Although the juveniles are generally restricted to eating small aquatic invertebrates and insects, they soon move onto larger vertebrates such as fish, amphibians and reptiles. Adults, however, can potentially take a wide range of large vertebrates, including antelope, buffalo, young hippos, and large cats.
Fish and smaller vertebrates often form the greatest part of their diet, however they have a reputation as being man-eaters, they have probably killed more people than all other crocodilian species combined.
There is some evidence that Nile Crocodiles in cooler countries reach slightly smaller adult sizes (4 m). There are two known population of dwarf Nile crocodiles living on the extreme limits of the species' range, in Mali and even the Sahara Desert!
Due to suboptimal conditions, adults average between 2 and 3 metres. Juveniles are dark olive brown with black cross-banding on the tail and body. This banding becomes fainter in adults.
Along with hippos and lions, crocodiles account for perhaps a few hundred deaths and disappearances each year, although exact figures are very hard to verify. Nile crocodiles will also often scavenge from carcasses, together with a number of other animals, all of which seem to tolerate each others' presence.
Several prey animals have been found wedged under submerged branches and stones, leading to reports that the crocodiles store unwanted prey here until a later date.Some claim that it is necessary for the prey to decompose before the crocodiles are able to tear portions of flesh off, but this is unlikely to be true. The flesh may become softer if the prey remains in water after death, but crocodiles will certainly avoid rotting meat. When feeding, a number of individuals will hold onto a carcass with their powerful jaws whilst twisting their bodies.The anchorage provided by the other individuals allows large chunks to be torn off for easier swallowing. Other cooperative feeding behaviour has been reported, such as the action of many animals to cordon off an area of water to concentrate fish within. A hierarchy of feeding order is often observed in such situations, with more dominant animals feeding first.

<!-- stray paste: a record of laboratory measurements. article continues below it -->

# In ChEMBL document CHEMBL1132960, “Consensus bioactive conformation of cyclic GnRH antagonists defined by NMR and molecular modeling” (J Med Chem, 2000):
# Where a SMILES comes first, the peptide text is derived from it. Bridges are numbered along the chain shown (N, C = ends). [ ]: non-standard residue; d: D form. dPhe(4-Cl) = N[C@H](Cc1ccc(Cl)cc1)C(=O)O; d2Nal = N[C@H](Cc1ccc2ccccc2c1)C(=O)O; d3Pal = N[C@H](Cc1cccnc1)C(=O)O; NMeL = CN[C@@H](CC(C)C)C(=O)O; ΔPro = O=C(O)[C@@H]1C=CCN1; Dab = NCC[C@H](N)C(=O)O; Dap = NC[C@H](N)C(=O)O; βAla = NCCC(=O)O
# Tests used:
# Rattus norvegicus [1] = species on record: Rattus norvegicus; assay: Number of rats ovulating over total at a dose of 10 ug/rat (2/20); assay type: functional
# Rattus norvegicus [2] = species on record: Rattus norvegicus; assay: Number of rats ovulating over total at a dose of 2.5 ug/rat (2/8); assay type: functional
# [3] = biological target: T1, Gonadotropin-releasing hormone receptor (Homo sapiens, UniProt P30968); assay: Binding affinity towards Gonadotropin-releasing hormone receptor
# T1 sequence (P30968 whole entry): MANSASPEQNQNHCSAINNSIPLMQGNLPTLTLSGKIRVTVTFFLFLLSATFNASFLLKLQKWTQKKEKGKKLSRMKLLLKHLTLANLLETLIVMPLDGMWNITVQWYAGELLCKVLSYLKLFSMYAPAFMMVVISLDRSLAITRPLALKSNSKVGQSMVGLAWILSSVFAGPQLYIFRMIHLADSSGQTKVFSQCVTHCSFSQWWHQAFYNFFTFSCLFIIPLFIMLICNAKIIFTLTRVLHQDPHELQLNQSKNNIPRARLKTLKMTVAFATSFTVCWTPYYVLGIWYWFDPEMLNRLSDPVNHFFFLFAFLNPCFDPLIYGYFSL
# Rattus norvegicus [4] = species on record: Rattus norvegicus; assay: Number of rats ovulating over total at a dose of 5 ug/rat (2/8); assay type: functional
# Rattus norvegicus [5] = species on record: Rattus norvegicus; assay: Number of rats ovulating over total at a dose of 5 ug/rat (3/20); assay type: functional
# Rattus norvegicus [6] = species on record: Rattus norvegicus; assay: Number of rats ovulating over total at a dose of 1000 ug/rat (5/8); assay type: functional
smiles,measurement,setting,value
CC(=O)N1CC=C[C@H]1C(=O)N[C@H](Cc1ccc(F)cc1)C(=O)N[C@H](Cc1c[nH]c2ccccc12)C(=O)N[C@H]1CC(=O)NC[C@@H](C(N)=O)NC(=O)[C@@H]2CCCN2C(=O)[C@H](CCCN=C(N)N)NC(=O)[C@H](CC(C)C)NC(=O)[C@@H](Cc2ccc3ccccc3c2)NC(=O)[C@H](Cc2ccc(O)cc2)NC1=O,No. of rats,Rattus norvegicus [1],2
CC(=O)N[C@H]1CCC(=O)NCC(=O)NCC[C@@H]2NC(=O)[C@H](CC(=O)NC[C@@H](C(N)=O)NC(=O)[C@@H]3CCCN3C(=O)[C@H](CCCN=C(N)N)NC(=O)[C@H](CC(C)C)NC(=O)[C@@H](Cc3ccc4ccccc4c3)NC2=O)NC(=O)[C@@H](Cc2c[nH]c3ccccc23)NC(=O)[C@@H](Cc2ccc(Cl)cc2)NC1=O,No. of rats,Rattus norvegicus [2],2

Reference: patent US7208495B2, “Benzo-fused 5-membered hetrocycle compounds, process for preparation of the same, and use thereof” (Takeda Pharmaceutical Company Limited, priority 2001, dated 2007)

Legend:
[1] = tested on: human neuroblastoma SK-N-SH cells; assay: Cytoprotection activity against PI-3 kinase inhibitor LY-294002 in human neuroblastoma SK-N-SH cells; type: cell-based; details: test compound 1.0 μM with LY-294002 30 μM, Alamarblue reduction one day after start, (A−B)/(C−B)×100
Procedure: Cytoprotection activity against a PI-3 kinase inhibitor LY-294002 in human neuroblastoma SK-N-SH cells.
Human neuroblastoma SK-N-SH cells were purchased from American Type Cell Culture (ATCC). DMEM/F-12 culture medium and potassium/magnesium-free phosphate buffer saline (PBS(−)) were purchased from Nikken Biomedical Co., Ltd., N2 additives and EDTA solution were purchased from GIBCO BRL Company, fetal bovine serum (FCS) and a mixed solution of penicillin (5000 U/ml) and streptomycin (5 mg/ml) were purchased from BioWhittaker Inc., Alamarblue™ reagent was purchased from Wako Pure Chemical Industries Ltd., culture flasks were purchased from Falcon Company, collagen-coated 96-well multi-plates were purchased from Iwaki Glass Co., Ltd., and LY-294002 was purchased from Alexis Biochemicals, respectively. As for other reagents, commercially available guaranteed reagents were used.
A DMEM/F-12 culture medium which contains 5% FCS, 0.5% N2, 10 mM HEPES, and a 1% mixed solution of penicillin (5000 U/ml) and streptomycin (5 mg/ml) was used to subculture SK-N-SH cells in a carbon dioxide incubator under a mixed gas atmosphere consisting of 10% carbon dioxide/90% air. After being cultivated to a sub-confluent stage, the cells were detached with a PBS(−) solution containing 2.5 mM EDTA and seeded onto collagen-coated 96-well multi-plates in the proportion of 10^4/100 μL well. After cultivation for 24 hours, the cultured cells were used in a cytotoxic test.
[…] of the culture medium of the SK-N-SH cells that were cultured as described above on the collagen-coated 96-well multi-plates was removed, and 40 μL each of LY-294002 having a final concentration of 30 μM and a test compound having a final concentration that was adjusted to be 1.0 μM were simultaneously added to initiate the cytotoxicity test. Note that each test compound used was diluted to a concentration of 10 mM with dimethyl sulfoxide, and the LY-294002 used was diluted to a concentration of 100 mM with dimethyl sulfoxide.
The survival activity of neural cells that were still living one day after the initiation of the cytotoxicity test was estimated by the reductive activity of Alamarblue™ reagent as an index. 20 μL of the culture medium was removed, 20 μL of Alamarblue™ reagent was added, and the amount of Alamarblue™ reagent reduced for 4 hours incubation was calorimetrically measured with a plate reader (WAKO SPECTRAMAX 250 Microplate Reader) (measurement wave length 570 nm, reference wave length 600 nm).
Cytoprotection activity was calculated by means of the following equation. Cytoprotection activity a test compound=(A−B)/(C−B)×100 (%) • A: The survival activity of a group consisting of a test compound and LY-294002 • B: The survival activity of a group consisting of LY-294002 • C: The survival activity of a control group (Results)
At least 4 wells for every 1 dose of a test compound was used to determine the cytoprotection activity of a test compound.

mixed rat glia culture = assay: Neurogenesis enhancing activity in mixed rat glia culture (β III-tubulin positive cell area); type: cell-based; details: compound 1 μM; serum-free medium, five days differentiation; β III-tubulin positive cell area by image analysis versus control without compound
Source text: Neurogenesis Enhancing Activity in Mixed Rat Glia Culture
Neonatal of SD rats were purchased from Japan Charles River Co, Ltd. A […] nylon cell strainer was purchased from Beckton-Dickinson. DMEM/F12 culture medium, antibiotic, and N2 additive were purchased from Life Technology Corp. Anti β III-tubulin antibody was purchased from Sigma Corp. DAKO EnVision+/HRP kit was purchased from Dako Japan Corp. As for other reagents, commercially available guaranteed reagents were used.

Given the wide distribution range, a number of population differences have been observed, and several subspecies proposed. These are rarely differentiated in the literature, however, and they are not officially recognised.
C. n. africanus (East African Nile Crocodile), C. n. chamses (West African Nile crocodile), C. n. corviei (South African Nile crocodile), C. n. madagascariensis (Malagasy Nile crocodile, Malagasy alligator, Croco Mada), C. n. niloticus (Ethiopian Nile crocodile), C. n. pauciscutatus (Kenyan Nile crocodile, Kenya alligator, Kenya caiman), C. n. suchus (Central African Nile crocodile).